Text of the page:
Your alarm has gone off, a little later than most peoples. You hit it, get out of bed, and go make yourself a coffee and immediately check your emails. You sit at a desk (AKA the kitchen table) pausing to look longingly out the window. You are in our new normal. With COVID-19, and only essential services still working in the outside world, more and more of us find ourselves working from home. Some have worked from home for years, and it is no different than any other day. The majority of Canadians are newbies. Whether you need to stay motivated or are just looking for tips, we are here to help.
Create a Designated Work Area
Everyone has a different set up at home. Many do not have a home office. If you do, use it. If you don’t, set yourself up in the most comfortable, supportive chair that you have. Don’t set up in front of the TV unless you don’t have any other alternative. The goal is not to get distracted and focus on the task at hand. Keep the area clutter free. If you have to work at the kitchen or dining room table, keep essentials close at hand like notes, pens or your chargers so that you don’t have to look for them throughout the day.
Professional Tip – Get your area set up the night before, so that when you head to your work space, you are ready to go.
Stay Disciplined by Following a Routine
Get up at the same time that you would if you were commuting to work. Take a shower, get dressed even if it’s in yoga pants, and be ready to start work at the same time that you normally would if you don’t normally work from home. It sounds basic, but having a Monday-Friday routine is essential regardless of where you are working from. At some point, you may have to go back to working at an office. The transition will be easier if you keep a schedule.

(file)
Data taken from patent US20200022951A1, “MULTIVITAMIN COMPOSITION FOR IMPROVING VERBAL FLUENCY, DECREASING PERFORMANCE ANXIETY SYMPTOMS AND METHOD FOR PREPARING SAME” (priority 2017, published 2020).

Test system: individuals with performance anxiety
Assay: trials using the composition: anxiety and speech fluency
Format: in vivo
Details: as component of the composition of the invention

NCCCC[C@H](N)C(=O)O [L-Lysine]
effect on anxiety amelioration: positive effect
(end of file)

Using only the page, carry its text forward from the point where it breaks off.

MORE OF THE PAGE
If you already work from home, stick to your normal schedule. Get more dressed up for video meetings. If you take yourself seriously, then others will too. Many people workout at lunchtime; keep that up whether it is a video workout or at a gym when we are no longer self-isolating. Following a routine will help you stay motivated and on track.
Professional Tip – The reality now is that children or pets may cause distractions on video calls. If you have a partner that can help, ask them to look after the kids or Rover while you take your meeting. If you don’t, use the mute button where possible and let the other attendees know that you may have an interruption or two. Everyone is in the same boat right now and will understand.
Be Reasonable With Yourself
Working from home doesn’t mean working all day and all night. You still need to take breaks. Eat lunch, stay hydrated and walk around. You still need screen breaks. You may feel more isolated if you are used to working in an office environment, so “schedule” in time to connect with friends, co-workers and family during a designated break time or after “work”. As tempting as it may be to do housework, do that during a designated break. Laundry is easy during the workday or a small clean up, but spring cleaning is not.
Professional Tip – Stay in touch with your co-workers if you come from a bricks and mortar office. Reach out if you have questions. You are working from home, not working alone.
Technically, if you are working from home, you can start work as soon as you get out of bed. Take your commute time and spend it with your family or if you are alone, read, listen to music, or cook yourself breakfast. Keep your workday to your usual hours. Shutdown at the same time you normally would. Use that time for self-care or to catch up with family or friends. Working from home doesn’t mean working 24 hours.
Professional Tip – Remind your loved ones that working from home means working and you still don’t want to be interrupted during work hours.